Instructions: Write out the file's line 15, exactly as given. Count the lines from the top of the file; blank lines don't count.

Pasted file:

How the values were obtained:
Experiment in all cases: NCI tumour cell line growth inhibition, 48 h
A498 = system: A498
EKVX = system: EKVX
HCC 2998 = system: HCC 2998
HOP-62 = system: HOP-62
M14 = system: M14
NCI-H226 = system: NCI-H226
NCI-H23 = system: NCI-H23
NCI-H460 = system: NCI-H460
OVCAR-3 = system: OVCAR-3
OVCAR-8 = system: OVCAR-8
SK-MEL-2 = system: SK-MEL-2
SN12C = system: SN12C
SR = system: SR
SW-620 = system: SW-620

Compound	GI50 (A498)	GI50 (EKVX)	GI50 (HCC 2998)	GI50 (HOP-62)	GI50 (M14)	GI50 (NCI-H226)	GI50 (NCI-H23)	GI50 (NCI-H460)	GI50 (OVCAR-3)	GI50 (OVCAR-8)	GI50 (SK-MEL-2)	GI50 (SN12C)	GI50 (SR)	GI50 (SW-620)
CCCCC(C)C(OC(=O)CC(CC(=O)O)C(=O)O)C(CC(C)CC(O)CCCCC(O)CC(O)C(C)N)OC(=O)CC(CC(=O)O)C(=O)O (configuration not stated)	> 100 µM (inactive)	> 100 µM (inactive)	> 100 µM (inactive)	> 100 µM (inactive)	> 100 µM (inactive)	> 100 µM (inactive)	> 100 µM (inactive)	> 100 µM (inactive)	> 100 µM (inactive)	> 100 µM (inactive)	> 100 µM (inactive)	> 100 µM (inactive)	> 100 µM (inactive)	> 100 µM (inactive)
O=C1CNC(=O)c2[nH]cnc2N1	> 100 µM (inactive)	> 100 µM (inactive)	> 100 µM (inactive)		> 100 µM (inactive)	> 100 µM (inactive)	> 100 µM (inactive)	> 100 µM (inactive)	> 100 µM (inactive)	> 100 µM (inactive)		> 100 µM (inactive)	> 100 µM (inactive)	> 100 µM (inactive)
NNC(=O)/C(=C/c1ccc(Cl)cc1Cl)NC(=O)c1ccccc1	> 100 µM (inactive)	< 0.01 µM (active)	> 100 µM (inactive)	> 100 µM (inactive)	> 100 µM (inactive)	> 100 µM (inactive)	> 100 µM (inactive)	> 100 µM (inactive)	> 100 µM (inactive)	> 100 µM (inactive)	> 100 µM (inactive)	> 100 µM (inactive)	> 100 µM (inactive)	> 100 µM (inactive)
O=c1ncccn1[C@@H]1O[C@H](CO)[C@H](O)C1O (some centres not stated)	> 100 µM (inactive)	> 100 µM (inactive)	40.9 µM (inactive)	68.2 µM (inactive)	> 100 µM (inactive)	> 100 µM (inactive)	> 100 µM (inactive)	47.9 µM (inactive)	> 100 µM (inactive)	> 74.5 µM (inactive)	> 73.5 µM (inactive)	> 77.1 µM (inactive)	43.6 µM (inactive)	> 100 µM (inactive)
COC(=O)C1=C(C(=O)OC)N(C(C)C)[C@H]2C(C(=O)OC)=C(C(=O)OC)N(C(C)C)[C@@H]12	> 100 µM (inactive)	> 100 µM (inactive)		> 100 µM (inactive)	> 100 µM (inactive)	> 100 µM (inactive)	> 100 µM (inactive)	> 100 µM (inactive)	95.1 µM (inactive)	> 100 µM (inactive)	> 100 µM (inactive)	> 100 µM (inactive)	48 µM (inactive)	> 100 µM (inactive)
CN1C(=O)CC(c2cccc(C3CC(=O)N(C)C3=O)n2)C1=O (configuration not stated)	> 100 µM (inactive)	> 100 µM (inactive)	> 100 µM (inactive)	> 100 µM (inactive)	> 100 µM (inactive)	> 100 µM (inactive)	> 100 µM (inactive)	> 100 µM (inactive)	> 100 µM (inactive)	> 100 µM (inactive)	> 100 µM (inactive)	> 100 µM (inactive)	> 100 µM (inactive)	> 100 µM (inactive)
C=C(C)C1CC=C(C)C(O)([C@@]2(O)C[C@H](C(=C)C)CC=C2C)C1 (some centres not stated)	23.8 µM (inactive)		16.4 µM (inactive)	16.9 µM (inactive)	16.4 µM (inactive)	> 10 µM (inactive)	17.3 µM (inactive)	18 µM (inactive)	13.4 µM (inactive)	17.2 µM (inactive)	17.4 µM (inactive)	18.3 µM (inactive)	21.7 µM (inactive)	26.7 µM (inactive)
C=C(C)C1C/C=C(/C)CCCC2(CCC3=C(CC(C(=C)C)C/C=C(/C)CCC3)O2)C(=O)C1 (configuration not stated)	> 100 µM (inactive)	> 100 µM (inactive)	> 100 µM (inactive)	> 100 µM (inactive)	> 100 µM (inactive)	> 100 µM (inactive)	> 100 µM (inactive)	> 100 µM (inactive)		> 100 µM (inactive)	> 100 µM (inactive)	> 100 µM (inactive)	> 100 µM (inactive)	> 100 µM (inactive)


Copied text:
SR = system: SR